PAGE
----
“Our annual grant award amount is relatively stable because we are primarily an endowment organization, which means we have sustainable, lasting resources with which to benefit the community,” he said.

The United Way uses a different model to reach its donors.

“So much of what we do is workplace-based,” said Ranae McCauley, the executive director. By working directly with employers, individuals can donate a portion of their income on a regular basis, rather than writing a large check. She said the organization works with more than 120 business and more than 1000 individual donors. The average donation is $280.

Among its signature projects are commissioning the ALICE report (Asset Limited, Income Constrained, Employed) to inform policy and decision-making for low-income families in the region; commissioning and instituting the 211 service, a three-digit number that can be used to access the helping network of services for urgent needs; Tuesday Toolmen, volunteers who provide home repairs for people with medical needs to help them stay in their homes or return to their homes safely; Day of Caring events four times per year; and the VISTA program, which places up to 12 full-time volunteers with regional agencies.

Local arts entities are always looking for a slice of the pie as well. From theatre groups to symphonies to visual arts, funding brings opportunities for members and the general community. Like at Interlochen, ticket sales help, but the organizations also rely on events and the generosity of donors.

The City Opera House is unique in that it offers concerts, a space for events such as the monthly TC New Tech meetings and the National Writers Series, and a venue for wedding receptions, meetings and community events. Its income sources include ticket sales and rentals as well as other fundraising activities.

The latter includes its annual black tie gala.

“Our gala (did) better than it’s ever done before,” said Thom Paulson, development director at City Opera House.

He said the October event, which featured New York City talent, brought in $115,000. He said COH has an annual operating budget of just over $1 million.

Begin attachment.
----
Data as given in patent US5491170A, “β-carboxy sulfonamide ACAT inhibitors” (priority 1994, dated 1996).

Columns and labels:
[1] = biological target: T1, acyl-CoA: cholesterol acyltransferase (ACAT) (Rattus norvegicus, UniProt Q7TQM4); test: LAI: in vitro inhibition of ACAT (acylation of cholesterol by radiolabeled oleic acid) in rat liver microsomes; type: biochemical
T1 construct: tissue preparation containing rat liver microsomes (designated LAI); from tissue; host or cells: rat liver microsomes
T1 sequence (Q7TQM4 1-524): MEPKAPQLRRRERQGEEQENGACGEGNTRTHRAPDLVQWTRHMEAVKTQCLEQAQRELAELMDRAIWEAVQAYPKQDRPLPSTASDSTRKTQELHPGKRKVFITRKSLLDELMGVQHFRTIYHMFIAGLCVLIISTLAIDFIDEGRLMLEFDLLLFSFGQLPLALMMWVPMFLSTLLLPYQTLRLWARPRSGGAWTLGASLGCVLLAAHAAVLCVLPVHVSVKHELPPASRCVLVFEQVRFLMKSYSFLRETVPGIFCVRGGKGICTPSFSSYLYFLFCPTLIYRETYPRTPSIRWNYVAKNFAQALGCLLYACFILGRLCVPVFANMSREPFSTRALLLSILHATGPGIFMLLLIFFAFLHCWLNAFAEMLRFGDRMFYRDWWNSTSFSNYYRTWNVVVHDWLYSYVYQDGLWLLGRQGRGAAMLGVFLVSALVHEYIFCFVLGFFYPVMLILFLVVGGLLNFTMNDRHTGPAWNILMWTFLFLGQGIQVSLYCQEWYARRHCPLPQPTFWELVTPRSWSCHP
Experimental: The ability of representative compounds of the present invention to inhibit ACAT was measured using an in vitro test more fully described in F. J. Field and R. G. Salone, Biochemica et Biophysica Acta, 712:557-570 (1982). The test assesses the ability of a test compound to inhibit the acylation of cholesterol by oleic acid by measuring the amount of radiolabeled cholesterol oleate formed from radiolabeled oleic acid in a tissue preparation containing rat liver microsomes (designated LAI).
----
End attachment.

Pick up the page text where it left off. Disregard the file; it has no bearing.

Still, raising money in a small town isn’t always easy.

“It’s a competitive place,” Paulson said.

The City Opera House isn’t the only place bringing together its supporters for a night of revelry and funding. At Old Town Playhouse, its gala is responsible for 20 to 25 percent of its funding. Interim Executive Director Deb Jackson said ticket sales account for approximately half its budget, with the remainder coming from advertising sales, grants and donations.

Parallel 45 Theatre relies primarily on individual donations to keep its professional nonprofit theatre running. “We get the majority (of funding) from individuals,” said Erin Whiting, the group’s executive director.

Its budget for 2019 was $744,753. Of that, 25 percent came from ticket sales and 75 percent from donations. She said the hope is that revenue will increase and the ratio will eventually reach the national industry standard for professional nonprofit theatre, which is 41% from ticket sales.

She provided a breakdown of the average donation amounts: $1,400 for businesses, $17,762 for foundations and $357 for individuals. Overall, it took in $18,263 from 11 businesses, $202,700 from 23 foundations and $284,637 from 276 people.

Most of those charged with raising funds acknowledge the challenges of vying for funding with other respected organizations in a relatively small community.

“Fundraising is a contact sport,” said Bogley, referring to developing relationships with supporters.

Some see the funding of charitable endeavors complicated by changes in tax laws and how much can be claimed as deductions.

Worthington said she believes that has impacted giving. Typically, many non-profits would promote making donations at the end of the year as a way to add deductions to people’s taxes, but the change to a larger general deduction and less for giving has led to fewer such donations.

“Last year we saw a big drop in year-end (giving). I think the previous year, people doubled up. So we’re not sure where we’ll end up. So it’s kind of crazy and interesting to see where it goes,” she said.

That’s not the case for all NPOs.

“Most of our gifts are not drawn primarily by tax planning,” said Community Foundation’s Mengebier.
Instead, he said, it’s driven by those who want to leave a legacy.

“We haven’t seen a significant difference … due to the tax break loss,” said McCauley.

That’s not to say that there hasn’t been a downturn. McCauley said that over the past several years, the United Way has seen less funding, both locally and nationally.

But that is changing as the organization recognizes that asking people to give of their time can also persuade them to open their pocketbooks.

“It’s a new world of giving,” said McCauley. “There’s a strong emphasis on advocacy and volunteerism.”

She said that overall, United Way donations are up three percent in the U.S., and most of the global United Way partners have experienced a much higher increase.

While those large-scale efforts can be successful, eventually the organizations will have to once again ask donors for money. How do institutions and organizations anticipate keeping the funds flowing?

“If we continue to do the right things, donors will come back when it’s the right time for them,” Bogley said.